Monday, August 31, 2009

Maryland’s Administrator for Life, Part One

Suppose a local bill (a bill affecting only one county) gets the unanimous support of its local government, the unanimous support of its county delegation in Annapolis and is passed by the House of Delegates by 135-0. You would think it would be headed for the Governor’s desk, right?

Not if it’s a campaign finance reform bill and Linda Lamone get winds of it.

HB 825, a Montgomery Delegation bill originally sponsored by Delegate Susan Lee (D-16) last spring, would have allowed the Montgomery County Council to pass additional disclosure requirements for contributors to County Executive and County Council races. One such additional requirement could be disclosure of an individual contributor’s employer, as is currently required at the federal level, or of a business contributor’s parent company. This could help unlock use of the LLC loophole, which is frequently used by contributors (often developers) to avoid the state’s contribution limits. Because Montgomery County is a jurisdiction in which at-large County Council races now cost $300,000 or more and County Executive races go into the million-dollar territory, scrutiny of campaign finance is becoming more critical. Recognizing that, the County Executive, the County Council, Common Cause of Maryland, the League of Women Voters, Progressive Maryland and the Montgomery County Civic Federation all lined up behind Lee’s bill.

The only entity to oppose the bill was the State Board of Elections (SBE), represented by Administrator Linda Lamone. If Comptroller Peter Franchot is the most hated man in Annapolis, Lamone may very well be the most hated woman. Originally appointed by Governor Parris Glendening in 1997, Lamone had worked as a lobbyist in the Schaefer administration but had never headed up a local Board of Elections.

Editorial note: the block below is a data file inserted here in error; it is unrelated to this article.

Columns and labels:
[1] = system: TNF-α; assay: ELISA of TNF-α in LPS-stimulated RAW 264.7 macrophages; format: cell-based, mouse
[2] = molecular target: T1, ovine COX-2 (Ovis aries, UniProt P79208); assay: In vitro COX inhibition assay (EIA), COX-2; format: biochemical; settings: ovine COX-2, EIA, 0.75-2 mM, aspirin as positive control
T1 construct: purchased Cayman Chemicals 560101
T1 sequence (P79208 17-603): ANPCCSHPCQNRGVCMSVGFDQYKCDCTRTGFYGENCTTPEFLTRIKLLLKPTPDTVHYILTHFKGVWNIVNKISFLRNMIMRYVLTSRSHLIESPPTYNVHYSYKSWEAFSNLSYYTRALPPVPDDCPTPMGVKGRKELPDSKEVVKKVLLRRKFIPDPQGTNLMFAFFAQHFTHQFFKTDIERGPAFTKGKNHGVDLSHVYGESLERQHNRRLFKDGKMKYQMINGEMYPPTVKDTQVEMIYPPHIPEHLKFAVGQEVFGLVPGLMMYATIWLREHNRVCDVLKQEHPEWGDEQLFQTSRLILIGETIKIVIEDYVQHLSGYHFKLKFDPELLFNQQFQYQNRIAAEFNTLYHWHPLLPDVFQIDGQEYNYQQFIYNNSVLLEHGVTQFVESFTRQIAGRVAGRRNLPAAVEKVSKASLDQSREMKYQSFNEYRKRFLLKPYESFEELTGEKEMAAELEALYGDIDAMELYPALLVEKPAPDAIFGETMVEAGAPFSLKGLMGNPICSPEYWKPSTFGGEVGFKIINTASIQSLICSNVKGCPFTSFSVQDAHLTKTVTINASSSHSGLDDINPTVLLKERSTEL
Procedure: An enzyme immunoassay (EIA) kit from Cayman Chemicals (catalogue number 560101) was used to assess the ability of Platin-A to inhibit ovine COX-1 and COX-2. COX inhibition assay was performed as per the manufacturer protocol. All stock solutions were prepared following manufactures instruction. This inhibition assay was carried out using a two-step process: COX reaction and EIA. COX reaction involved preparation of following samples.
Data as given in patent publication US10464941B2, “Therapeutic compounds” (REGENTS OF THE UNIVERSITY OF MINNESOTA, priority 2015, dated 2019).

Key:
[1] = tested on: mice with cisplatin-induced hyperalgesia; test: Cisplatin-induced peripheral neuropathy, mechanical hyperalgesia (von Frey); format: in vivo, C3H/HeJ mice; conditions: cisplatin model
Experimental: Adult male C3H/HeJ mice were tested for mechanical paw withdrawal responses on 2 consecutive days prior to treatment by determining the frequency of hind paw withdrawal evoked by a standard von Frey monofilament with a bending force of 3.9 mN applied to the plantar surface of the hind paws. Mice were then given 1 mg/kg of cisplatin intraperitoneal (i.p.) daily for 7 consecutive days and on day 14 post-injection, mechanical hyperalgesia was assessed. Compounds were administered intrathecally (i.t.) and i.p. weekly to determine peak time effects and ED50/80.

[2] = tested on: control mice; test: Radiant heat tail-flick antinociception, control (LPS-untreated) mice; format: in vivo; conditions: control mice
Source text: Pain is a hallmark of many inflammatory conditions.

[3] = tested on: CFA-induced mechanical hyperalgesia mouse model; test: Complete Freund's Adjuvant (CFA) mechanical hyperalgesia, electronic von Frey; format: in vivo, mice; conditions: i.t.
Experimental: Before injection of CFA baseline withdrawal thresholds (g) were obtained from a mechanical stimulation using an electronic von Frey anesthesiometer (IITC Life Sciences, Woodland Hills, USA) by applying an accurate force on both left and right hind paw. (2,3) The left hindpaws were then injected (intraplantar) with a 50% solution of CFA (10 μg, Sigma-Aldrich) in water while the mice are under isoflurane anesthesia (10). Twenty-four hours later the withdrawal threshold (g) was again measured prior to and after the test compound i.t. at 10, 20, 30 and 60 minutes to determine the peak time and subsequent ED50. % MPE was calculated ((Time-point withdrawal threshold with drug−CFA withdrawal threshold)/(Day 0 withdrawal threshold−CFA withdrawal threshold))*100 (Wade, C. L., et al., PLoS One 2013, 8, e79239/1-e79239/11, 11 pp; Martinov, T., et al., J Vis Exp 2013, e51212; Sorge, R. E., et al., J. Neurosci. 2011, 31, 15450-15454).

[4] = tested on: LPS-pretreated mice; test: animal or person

Shortly after her appointment, complaints cropped up about a flawed uniform computer system for counties and vanishing registration records. But nothing provoked more ire than SBE’s horrendous ELECTrack campaign finance reporting system. A 2001 Gazette article chronicled a litany of protests:

“I’m from the ghetto in East Baltimore,” said Del. Clarence Davis (D-Dist. 45) of Baltimore. “People don't have computers. ... My treasurer's got a computer at work, but he can't use it [to file the campaign finance report].”

Other complaints are more complex. Some treasurers simply couldn't get the software to work properly. Others found to their dismay that the new system was not compatible to the computer databases they had been using for years, making the transfer of information impossible. Others found that the software limited their ability to list or organize information they way they wanted to, whether it was by ZIP code, donation size, union affiliation or something else.

“My treasurer is a very sophisticated mathematician,” said Del. Martha S. Klima (R-Dist. 9) of Lutherville. “He's a CPA. He's been cursing the system.”

Joe Shannon, campaign treasurer to Sen. Thomas M. Middleton (D-Dist. 28) of Waldorf, said the system burdens candidates and treasurers who are trying to meet deadlines and don't want to be embarrassed by late fees and other potential penalties.

“People who are really trying to be compliant are a bit terrorized,” he said.

Shannon said board staffers have tried to be helpful but erred by not bringing in a group of treasurers to test the software.

“You hate to say it, but it almost to some degree may prevent people from considering public service,” he said of the electronic filing requirements.
When the House of Delegates tried to require SBE to provide regular reports about new voting machines and improving campaign finance software, Lamone replied, “I don't think that the language is needed at all.” “That’s how she operates,” one of our informants told us. “Her first response is that a problem is not a problem. Her second response is that it’s somebody else’s fault.”

We’ll learn more about Lamone’s career in Part Two.